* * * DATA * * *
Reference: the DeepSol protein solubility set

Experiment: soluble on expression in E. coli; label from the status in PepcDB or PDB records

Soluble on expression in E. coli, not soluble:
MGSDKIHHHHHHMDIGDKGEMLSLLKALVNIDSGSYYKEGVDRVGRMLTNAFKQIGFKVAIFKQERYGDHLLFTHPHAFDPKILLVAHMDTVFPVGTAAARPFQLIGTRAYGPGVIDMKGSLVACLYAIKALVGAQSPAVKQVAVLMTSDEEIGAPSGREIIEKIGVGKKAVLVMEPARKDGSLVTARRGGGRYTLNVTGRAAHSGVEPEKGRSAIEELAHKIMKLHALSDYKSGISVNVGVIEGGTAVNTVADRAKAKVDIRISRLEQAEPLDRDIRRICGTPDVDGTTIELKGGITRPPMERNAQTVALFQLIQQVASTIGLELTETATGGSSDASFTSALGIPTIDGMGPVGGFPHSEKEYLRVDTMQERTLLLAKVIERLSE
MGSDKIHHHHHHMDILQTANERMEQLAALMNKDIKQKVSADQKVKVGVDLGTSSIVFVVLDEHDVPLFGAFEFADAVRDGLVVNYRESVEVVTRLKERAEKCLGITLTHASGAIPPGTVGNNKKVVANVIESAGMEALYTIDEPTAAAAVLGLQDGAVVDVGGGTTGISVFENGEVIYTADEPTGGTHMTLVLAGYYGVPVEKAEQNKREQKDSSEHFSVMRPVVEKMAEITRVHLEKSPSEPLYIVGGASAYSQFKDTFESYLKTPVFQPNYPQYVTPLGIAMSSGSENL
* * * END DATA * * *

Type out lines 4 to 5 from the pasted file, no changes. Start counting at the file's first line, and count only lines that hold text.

MGSDKIHHHHHHMDIGDKGEMLSLLKALVNIDSGSYYKEGVDRVGRMLTNAFKQIGFKVAIFKQERYGDHLLFTHPHAFDPKILLVAHMDTVFPVGTAAARPFQLIGTRAYGPGVIDMKGSLVACLYAIKALVGAQSPAVKQVAVLMTSDEEIGAPSGREIIEKIGVGKKAVLVMEPARKDGSLVTARRGGGRYTLNVTGRAAHSGVEPEKGRSAIEELAHKIMKLHALSDYKSGISVNVGVIEGGTAVNTVADRAKAKVDIRISRLEQAEPLDRDIRRICGTPDVDGTTIELKGGITRPPMERNAQTVALFQLIQQVASTIGLELTETATGGSSDASFTSALGIPTIDGMGPVGGFPHSEKEYLRVDTMQERTLLLAKVIERLSE
MGSDKIHHHHHHMDILQTANERMEQLAALMNKDIKQKVSADQKVKVGVDLGTSSIVFVVLDEHDVPLFGAFEFADAVRDGLVVNYRESVEVVTRLKERAEKCLGITLTHASGAIPPGTVGNNKKVVANVIESAGMEALYTIDEPTAAAAVLGLQDGAVVDVGGGTTGISVFENGEVIYTADEPTGGTHMTLVLAGYYGVPVEKAEQNKREQKDSSEHFSVMRPVVEKMAEITRVHLEKSPSEPLYIVGGASAYSQFKDTFESYLKTPVFQPNYPQYVTPLGIAMSSGSENL